Richard Donner's stab at the world of romantic fantasy is resoundingly realized in the underappreciated gem Ladyhawke. With Matthew Broderick channeling his splendid young comic timing, the film has a wit that nicely balances out the yearning love story, played to the hilt by a striking Michelle Pfeiffer and in one of his most powerful roles, Rutger Hauer. Ironically, Hauer only was given the part after Kurt Russell dropped out of the production, thereby giving the thespian the role that he was denied almost a year before when originally approached by Donner to play the main villain. For that, the steel-eyed actor should be eternally grateful, for the character busted him out of the string of memorable villain pieces that broke him in the industry (Blade Runner, Nighthawks). Ladyhawke as a film exists in its own place and time, with stylized armor set against authentic locales that paint a picture of a singular medieval world unlike any other. While the romantic tale fares strong with the female audience, the males will undoubtedly be drawn to its action, though that's not to say that the pic does not have its downsides. First off, the pulsating synth score by Andrew Powell has aged terribly and consistently feels out of step with the rest of the picture. Then there's the issue of Broderick's accent, which switches from British to American at the drop of a dime and shines through no matter how charming he may be. Still, with a juicy supporting cast, delicious villains, and a bravura finale, Ladyhawke stands as a shining example of pure escapist fantasy.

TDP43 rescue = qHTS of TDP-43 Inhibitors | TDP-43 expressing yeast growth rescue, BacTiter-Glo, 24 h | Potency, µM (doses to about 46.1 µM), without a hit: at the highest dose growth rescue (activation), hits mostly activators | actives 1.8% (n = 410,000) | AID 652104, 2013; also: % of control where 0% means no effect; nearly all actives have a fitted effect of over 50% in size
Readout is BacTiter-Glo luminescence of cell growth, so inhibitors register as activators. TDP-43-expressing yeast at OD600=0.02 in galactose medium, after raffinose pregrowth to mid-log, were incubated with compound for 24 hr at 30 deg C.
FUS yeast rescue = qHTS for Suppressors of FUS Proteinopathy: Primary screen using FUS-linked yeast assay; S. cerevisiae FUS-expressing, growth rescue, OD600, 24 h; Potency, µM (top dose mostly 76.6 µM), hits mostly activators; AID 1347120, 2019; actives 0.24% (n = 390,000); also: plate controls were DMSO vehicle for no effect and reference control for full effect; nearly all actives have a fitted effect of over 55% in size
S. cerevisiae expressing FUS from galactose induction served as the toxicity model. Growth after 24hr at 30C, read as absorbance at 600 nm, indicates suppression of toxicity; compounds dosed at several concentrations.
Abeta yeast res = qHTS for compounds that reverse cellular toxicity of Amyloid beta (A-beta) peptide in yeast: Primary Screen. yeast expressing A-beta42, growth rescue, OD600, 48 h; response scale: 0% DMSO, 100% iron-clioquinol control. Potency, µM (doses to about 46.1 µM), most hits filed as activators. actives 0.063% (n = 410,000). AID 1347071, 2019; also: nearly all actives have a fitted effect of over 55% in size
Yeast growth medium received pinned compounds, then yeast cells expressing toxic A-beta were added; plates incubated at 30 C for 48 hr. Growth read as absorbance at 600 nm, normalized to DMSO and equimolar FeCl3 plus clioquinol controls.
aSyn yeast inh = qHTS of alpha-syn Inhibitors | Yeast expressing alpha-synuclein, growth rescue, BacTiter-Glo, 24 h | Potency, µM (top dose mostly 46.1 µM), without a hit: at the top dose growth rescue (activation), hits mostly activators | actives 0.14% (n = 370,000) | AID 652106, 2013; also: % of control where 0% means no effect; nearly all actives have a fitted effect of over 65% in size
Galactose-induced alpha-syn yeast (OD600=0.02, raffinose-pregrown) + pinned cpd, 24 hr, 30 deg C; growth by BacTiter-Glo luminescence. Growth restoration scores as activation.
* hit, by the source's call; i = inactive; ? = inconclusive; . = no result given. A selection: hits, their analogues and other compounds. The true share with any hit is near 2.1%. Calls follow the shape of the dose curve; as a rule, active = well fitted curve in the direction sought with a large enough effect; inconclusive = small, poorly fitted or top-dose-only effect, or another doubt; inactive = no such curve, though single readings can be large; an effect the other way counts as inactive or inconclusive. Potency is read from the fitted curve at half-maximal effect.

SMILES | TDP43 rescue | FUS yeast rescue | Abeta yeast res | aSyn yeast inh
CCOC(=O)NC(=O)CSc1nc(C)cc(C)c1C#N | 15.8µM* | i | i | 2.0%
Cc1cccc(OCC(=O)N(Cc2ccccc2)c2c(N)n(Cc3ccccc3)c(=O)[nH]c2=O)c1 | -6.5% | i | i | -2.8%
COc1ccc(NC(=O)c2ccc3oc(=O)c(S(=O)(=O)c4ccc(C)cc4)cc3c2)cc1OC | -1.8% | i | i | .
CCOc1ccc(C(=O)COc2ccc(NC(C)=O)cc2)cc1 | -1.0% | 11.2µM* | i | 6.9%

by Jeremy Wheeler review